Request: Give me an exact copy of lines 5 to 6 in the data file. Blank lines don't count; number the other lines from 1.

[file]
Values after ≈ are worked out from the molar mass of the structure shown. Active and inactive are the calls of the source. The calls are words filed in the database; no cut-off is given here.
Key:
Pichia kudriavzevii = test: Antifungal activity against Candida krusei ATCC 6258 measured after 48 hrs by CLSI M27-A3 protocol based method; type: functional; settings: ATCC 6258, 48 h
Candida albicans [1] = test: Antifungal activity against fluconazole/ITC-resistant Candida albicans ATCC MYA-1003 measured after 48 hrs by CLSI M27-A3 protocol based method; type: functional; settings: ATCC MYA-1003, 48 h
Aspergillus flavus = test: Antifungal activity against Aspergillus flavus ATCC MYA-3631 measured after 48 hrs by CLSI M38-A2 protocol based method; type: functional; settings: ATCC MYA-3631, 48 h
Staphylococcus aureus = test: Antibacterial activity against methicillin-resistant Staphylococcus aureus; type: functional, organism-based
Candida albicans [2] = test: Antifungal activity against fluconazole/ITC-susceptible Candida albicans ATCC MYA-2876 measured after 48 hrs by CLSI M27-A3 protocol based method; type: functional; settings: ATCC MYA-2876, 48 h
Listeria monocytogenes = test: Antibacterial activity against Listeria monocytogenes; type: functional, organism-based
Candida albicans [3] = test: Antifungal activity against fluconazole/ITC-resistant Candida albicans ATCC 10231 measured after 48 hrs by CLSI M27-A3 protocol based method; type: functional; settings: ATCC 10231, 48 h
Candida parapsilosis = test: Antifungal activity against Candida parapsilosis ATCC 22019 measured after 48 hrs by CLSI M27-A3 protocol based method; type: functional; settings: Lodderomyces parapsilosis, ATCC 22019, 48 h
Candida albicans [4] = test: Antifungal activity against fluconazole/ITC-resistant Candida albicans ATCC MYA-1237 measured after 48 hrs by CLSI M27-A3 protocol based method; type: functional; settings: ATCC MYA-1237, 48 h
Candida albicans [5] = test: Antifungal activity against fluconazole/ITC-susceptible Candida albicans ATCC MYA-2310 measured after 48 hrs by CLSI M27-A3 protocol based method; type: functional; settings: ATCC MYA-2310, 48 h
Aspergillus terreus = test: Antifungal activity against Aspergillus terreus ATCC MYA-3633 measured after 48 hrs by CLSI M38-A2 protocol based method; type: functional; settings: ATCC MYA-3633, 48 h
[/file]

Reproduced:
Aspergillus flavus = test: Antifungal activity against Aspergillus flavus ATCC MYA-3631 measured after 48 hrs by CLSI M38-A2 protocol based method; type: functional; settings: ATCC MYA-3631, 48 h
Staphylococcus aureus = test: Antibacterial activity against methicillin-resistant Staphylococcus aureus; type: functional, organism-based